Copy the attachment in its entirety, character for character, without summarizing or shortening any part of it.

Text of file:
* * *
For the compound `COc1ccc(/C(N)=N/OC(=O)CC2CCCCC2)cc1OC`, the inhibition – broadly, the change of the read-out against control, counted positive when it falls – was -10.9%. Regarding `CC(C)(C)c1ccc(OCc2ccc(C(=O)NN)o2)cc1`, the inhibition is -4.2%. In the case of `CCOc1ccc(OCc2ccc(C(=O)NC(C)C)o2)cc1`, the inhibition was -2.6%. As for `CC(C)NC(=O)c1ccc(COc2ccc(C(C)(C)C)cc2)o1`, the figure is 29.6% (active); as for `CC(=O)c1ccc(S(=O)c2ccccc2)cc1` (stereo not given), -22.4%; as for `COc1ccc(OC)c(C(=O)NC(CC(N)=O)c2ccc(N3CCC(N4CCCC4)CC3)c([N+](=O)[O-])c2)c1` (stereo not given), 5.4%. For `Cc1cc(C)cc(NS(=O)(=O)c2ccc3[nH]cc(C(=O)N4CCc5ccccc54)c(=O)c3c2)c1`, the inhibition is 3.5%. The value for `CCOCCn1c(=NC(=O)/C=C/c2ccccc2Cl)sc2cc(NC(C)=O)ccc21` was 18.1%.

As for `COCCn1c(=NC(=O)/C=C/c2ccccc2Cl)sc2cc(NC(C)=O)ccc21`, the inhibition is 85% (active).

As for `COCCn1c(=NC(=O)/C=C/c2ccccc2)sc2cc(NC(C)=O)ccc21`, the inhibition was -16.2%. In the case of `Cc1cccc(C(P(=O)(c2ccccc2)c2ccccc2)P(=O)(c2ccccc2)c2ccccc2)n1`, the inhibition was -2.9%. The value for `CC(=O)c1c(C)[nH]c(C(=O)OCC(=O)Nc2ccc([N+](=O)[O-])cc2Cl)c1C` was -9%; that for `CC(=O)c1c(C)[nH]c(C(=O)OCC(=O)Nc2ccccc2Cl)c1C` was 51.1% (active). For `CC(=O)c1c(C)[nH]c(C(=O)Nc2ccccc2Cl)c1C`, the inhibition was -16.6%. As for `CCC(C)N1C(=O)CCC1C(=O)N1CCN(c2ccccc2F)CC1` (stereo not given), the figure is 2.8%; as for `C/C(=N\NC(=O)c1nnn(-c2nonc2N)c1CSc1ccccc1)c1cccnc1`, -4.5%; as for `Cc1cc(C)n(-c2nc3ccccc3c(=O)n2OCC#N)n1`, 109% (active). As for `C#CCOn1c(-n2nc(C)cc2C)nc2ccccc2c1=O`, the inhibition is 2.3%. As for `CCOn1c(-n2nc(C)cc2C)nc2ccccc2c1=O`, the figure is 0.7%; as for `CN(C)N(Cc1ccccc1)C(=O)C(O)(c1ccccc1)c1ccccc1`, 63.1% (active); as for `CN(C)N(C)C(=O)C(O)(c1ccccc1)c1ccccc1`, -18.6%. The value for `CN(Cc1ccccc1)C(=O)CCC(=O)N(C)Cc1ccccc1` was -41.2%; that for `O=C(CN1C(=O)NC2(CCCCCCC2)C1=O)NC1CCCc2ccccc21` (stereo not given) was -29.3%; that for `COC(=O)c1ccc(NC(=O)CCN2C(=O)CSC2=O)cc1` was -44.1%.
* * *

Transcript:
For the compound `COc1ccc(/C(N)=N/OC(=O)CC2CCCCC2)cc1OC`, the inhibition – broadly, the change of the read-out against control, counted positive when it falls – was -10.9%. Regarding `CC(C)(C)c1ccc(OCc2ccc(C(=O)NN)o2)cc1`, the inhibition is -4.2%. In the case of `CCOc1ccc(OCc2ccc(C(=O)NC(C)C)o2)cc1`, the inhibition was -2.6%. As for `CC(C)NC(=O)c1ccc(COc2ccc(C(C)(C)C)cc2)o1`, the figure is 29.6% (active); as for `CC(=O)c1ccc(S(=O)c2ccccc2)cc1` (stereo not given), -22.4%; as for `COc1ccc(OC)c(C(=O)NC(CC(N)=O)c2ccc(N3CCC(N4CCCC4)CC3)c([N+](=O)[O-])c2)c1` (stereo not given), 5.4%. For `Cc1cc(C)cc(NS(=O)(=O)c2ccc3[nH]cc(C(=O)N4CCc5ccccc54)c(=O)c3c2)c1`, the inhibition is 3.5%. The value for `CCOCCn1c(=NC(=O)/C=C/c2ccccc2Cl)sc2cc(NC(C)=O)ccc21` was 18.1%.

As for `COCCn1c(=NC(=O)/C=C/c2ccccc2Cl)sc2cc(NC(C)=O)ccc21`, the inhibition is 85% (active).

As for `COCCn1c(=NC(=O)/C=C/c2ccccc2)sc2cc(NC(C)=O)ccc21`, the inhibition was -16.2%. In the case of `Cc1cccc(C(P(=O)(c2ccccc2)c2ccccc2)P(=O)(c2ccccc2)c2ccccc2)n1`, the inhibition was -2.9%. The value for `CC(=O)c1c(C)[nH]c(C(=O)OCC(=O)Nc2ccc([N+](=O)[O-])cc2Cl)c1C` was -9%; that for `CC(=O)c1c(C)[nH]c(C(=O)OCC(=O)Nc2ccccc2Cl)c1C` was 51.1% (active). For `CC(=O)c1c(C)[nH]c(C(=O)Nc2ccccc2Cl)c1C`, the inhibition was -16.6%. As for `CCC(C)N1C(=O)CCC1C(=O)N1CCN(c2ccccc2F)CC1` (stereo not given), the figure is 2.8%; as for `C/C(=N\NC(=O)c1nnn(-c2nonc2N)c1CSc1ccccc1)c1cccnc1`, -4.5%; as for `Cc1cc(C)n(-c2nc3ccccc3c(=O)n2OCC#N)n1`, 109% (active). As for `C#CCOn1c(-n2nc(C)cc2C)nc2ccccc2c1=O`, the inhibition is 2.3%. As for `CCOn1c(-n2nc(C)cc2C)nc2ccccc2c1=O`, the figure is 0.7%; as for `CN(C)N(Cc1ccccc1)C(=O)C(O)(c1ccccc1)c1ccccc1`, 63.1% (active); as for `CN(C)N(C)C(=O)C(O)(c1ccccc1)c1ccccc1`, -18.6%. The value for `CN(Cc1ccccc1)C(=O)CCC(=O)N(C)Cc1ccccc1` was -41.2%; that for `O=C(CN1C(=O)NC2(CCCCCCC2)C1=O)NC1CCCc2ccccc21` (stereo not given) was -29.3%; that for `COC(=O)c1ccc(NC(=O)CCN2C(=O)CSC2=O)cc1` was -44.1%.